We were also pleased that Doreen followed up promptly with Angeline. Calling Angeline to let her know of the corrective measures taken and inviting her to engage in a legitimate interview was a good decision. Angeline may be less likely to take further steps against the company knowing that they have sound policies and practices.
This incident points out that the company probably should have done a better job communicating its sexual harassment and proper conduct policy guidelines. Training the company's managers on both sexual harassment and interviewing techniques should have prevented Jim's offensive interviewing style. The company was fortunate it did not face legal action from the current or past episodes. Employers are generally responsible for sexually harrassing behavior whether they are aware of it or not.
The company should protect itself in the future by changing its interviewing practices. The least expensive way would be to mandate that interviews be held in public places, such as hotel lobby areas or restaurants. Alternatively, the company could arrange to have at least two members of corporate staff participate in each interview. Another option is to conduct initial interviews over the telephone and then invite truly viable candidates to corporate headquarters for a final interview.
This story emphasizes why we counsel our clients to develop sexual harassment training for their managers and employees. With all the recent press about sexual harassment, many managers and employees are concerned about what is appropriate or inappropriate behavior between the sexes on the job.
Doreen acted appropriately in this situation. Once a complaint of sexual harassment has been made, an employer should investigate the allegation by interviewing the alleged victim, the alleged harasser's supervisor, other persons who may have knowledge of the harassment, and the alleged harasser. Under the circumstances, considering Jim's conduct and attitude, terminating Jim seemed to be the sensible thing to do. While there is no legal requirement to do so, it makes practical sense to communicate the result of the investigation to the complainant. Such feedback signals to the complainant that the company takes the complaint seriously and is doing something about it. It gives the company some credibility and often decreases the possibility that an unhappy or distraught employee will take his or her complaint to an outside agency. Doreen also diffused the situation by giving Angeline another opportunity to interview for the sales position–this time not in a hotel room.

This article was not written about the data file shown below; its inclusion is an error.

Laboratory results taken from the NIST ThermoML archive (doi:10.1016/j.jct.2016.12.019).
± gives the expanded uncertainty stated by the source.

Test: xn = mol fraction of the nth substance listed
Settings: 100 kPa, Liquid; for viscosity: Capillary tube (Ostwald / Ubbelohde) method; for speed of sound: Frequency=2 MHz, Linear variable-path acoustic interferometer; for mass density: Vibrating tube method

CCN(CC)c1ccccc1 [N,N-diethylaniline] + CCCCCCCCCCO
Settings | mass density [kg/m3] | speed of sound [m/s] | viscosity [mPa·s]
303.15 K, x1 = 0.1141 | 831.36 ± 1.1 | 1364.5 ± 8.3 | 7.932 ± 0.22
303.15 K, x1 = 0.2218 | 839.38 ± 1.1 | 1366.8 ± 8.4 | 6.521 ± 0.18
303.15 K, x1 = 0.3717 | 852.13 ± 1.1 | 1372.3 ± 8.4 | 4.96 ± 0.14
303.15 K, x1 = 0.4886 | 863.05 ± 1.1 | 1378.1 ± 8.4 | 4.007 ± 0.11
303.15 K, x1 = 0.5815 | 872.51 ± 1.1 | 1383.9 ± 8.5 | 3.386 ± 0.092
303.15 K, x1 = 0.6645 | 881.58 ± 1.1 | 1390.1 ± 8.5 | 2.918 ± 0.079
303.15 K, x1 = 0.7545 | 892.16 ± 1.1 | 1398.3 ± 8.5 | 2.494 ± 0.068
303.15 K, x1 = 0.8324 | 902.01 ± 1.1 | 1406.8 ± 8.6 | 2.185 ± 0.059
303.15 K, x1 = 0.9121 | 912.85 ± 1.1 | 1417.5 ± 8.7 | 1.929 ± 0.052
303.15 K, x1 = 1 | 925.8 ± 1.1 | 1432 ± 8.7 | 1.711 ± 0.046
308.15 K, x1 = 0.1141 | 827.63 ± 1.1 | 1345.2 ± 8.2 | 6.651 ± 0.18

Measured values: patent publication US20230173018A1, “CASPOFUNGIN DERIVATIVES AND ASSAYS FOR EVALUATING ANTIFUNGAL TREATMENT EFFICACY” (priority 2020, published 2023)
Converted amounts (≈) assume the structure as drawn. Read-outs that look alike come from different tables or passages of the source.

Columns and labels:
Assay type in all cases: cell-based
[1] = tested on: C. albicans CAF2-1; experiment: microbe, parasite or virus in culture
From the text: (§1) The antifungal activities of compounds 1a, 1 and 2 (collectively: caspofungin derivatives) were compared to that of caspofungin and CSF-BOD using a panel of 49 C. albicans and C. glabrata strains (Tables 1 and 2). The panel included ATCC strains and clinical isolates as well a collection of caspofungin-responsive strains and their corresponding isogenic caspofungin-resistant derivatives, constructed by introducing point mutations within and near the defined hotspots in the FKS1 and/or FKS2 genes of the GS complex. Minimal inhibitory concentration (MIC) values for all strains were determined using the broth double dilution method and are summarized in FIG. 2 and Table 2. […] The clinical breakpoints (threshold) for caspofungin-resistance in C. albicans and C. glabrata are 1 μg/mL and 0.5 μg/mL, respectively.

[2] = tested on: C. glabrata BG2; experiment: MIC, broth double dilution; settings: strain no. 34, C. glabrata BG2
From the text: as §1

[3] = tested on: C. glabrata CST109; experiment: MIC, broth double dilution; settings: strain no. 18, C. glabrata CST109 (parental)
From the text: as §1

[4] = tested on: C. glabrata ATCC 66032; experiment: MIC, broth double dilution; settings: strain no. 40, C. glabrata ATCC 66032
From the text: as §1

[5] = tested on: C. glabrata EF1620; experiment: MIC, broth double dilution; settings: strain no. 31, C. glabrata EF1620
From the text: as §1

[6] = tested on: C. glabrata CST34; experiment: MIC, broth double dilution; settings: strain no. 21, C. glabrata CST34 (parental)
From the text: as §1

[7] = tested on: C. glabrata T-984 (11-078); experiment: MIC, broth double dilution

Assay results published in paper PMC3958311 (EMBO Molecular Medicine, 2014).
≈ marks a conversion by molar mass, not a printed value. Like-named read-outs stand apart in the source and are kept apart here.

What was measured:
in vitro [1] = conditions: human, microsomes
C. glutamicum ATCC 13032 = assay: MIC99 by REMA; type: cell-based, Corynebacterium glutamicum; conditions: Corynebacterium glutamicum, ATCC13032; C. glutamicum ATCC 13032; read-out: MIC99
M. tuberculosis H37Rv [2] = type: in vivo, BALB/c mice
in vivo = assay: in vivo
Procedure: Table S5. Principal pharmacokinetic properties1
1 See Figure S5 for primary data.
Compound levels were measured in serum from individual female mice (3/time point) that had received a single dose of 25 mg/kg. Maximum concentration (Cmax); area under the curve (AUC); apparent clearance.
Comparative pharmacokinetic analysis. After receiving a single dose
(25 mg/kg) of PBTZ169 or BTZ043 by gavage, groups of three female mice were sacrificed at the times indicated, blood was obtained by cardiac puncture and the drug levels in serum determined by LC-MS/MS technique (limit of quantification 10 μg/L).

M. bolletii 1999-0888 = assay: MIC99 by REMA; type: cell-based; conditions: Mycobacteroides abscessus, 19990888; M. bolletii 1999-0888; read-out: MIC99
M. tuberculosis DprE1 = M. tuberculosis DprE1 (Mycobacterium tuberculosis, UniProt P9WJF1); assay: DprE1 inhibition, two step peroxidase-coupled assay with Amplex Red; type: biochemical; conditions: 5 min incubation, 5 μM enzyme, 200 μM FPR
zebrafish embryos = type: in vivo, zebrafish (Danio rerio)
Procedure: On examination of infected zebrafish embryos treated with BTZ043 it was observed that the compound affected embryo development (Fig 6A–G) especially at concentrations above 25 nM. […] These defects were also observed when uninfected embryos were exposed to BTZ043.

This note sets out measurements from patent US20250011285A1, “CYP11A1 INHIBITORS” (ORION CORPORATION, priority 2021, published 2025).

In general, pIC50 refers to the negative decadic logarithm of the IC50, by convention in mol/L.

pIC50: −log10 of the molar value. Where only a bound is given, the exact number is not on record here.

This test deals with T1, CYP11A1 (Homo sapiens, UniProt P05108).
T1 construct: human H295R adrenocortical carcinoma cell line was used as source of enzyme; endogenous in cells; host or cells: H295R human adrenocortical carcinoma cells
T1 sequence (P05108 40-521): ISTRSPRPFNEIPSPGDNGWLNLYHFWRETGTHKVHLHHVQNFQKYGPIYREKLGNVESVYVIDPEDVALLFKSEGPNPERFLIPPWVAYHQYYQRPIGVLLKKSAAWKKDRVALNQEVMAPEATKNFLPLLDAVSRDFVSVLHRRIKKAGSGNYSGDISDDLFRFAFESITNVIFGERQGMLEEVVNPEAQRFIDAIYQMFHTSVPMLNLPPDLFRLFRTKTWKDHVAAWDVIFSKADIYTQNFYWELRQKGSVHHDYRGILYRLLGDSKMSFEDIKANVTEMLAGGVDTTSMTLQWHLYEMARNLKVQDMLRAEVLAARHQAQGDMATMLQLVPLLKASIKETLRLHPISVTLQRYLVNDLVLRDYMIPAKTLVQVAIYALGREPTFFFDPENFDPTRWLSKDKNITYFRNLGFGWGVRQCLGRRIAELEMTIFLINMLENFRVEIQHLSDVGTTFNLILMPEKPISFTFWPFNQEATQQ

Sexual harassment is not confined to the classic quid pro quo "sleep with me if you want the job or if you want the promotion." As in this scenario, sexual harassment, in the form of unwelcome, pervasive sexual and lewd comments, may take place during an interview with an applicant. That some of the women who were subjected to Jim's interviewing ritual were in fact hired and not subjected to any other harassment does not diminish the unlawfulness of his actions or the employer's risk of liability. Sexual harassment may occur even though a complaining individual did not lose any tangible job benefits.
In addition to liability under federal law, employers may also be subject to liability for sexual harassment under state laws–with the state laws sometimes having different standards of liability. For example, the New Jersey Supreme Court held that when a supervisory employee engages in hostile environment sexual harassment, the employer will be strictly liable for all equitable remedies (including back pay, front pay, reinstatement, and other injunctive relief) regardless of whether the employer knew or even could have known that the sexual harassment had occurred.
Excerpted from Sex, Laws, & Stereotypes, by N. Elizabeth Fried, Ph.D.©